WARRENSBURG — The school district has seen its share of tragedy, and Wednesday’s presentation by a Vermont father whose son died by suicide was part of an overall, year-round plan to prevent more heartache.
Principal Doug Duell and his staff welcomed John Halligan to the high school to share the story of his son’s suicide while an eighth-grader in 2003.
“Some schools see bringing me in as a one-shot deal, but people like Doug wrap around what I am doing and refer to Ryan’s story when they are doing other programs,” Halligan said.
“This is just part of an overall program we are using to give students the information and education to keep themselves safe,” said Duell.
His school, like many others, has lost a student to suicide, and Warrensburg has developed a response.
Superintendent John Goralski said his district’s approach is all-inclusive.
“It’s not just about bullying. It’s not just about suicide. It’s about teaching the students to act the way toward each other that they want to be treated.”
From day one
At Warrensburg, it starts on the first day of school, when Duell directly addresses bullying and adds, “and we are going to do something about it.”
It includes the Olweus Bullying Prevention Program, which covers kindergarten to 12th grade and is reinforced every year.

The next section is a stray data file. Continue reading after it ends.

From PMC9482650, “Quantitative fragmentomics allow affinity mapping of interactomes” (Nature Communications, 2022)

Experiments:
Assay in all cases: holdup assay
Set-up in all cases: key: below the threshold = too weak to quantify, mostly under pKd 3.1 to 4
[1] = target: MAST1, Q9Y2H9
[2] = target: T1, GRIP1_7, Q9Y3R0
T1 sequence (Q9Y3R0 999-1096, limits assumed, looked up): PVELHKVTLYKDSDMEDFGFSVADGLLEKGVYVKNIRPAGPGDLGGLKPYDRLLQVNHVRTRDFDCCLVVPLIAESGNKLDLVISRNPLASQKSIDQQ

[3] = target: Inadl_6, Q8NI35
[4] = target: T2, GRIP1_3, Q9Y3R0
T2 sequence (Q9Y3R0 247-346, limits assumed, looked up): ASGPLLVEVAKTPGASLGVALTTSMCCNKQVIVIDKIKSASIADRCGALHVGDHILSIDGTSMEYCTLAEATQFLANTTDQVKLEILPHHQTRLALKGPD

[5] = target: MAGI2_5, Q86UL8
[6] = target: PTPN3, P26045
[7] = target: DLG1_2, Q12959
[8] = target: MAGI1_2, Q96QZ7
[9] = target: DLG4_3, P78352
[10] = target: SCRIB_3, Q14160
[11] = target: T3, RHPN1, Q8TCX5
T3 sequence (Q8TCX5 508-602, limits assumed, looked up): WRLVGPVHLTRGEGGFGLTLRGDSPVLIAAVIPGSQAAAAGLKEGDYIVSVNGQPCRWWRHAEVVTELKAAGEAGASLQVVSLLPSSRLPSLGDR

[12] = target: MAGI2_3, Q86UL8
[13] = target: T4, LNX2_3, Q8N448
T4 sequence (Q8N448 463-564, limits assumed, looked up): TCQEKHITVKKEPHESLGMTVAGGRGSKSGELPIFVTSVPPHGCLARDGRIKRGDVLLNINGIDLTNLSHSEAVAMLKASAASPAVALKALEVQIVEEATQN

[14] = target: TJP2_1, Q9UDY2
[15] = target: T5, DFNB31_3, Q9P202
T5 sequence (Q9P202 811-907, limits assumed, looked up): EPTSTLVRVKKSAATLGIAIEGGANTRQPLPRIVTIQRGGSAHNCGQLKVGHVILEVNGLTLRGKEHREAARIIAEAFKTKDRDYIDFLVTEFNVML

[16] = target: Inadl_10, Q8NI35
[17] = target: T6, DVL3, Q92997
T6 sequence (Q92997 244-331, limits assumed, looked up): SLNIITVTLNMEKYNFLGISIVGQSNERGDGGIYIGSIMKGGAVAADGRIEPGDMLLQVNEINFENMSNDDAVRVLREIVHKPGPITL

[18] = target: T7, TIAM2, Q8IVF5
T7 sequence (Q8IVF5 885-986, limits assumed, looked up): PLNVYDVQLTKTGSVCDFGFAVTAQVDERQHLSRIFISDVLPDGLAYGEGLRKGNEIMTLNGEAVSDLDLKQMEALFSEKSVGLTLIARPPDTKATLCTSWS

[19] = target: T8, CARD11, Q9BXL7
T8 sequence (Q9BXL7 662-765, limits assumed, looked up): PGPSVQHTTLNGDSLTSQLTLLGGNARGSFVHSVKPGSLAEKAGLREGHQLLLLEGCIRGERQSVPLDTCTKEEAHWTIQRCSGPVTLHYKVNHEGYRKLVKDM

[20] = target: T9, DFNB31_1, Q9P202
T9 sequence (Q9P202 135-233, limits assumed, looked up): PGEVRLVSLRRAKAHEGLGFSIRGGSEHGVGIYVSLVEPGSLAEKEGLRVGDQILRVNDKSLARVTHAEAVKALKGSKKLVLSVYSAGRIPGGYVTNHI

It includes the Lifeline Curriculum, which reaches parents, faculty and students; and the Positive Behavior Intervention System, as well as a specific focus on suicide presentation.
It also includes bringing in Halligan, who lobbied successfully for a bullying law in Vermont after his son’s death.
“He’s got an important story to tell, and it’s one that the students listen to,” Duell said.
Telling the story
Halligan, who worked at IBM before becoming a full-time anti-bullying advocate, estimates he will have visited 2,000 schools before this school year is out.
His message seemed to resonate across age boundaries. Duell, a father himself, had to pause in introducing Halligan because he started to get teary. Two faculty members came up to the box of tissues and grabbed some before and during the presentations. Students focused on Halligan, were silent immediately afterward and were quick to ask questions.
“I feel like it’s a message that everyone needs to hear. I think we all have experienced the bullying,” said senior Hailey Sweet.
Duell said the same.
“It’s very personal and he does a really nice job of resonating with the kids,” he said.
Warrensburg’s program, which included a parent meeting this year and ongoing anti-bullying and anti-violence training, is resonating.
“I personally don’t see a lot of bullying here,” said 11th-grader Adam Allen. “I was bullied in seventh grade and I mentioned it to my teachers and my friends, and it stopped.”
Kayla Casey said the school’s faculty keeps track of students’ moods.
“Everyone is kind of looking out for you,” she said, noting friends will do the same thing. “A lot of teachers, if they see you are upset, they will ask you what’s going on.”
As Halligan told his story, photos of his son and others played on a loop on the screen next to him.
“What you have to understand is that the bystander is a bully, too,” he said. “If you chip away at the audience, you chip away at the bully. It’s peer pressure.
“You own this,” Halligan went on. “I beg you. Don’t be a bystander. Be an upstander.”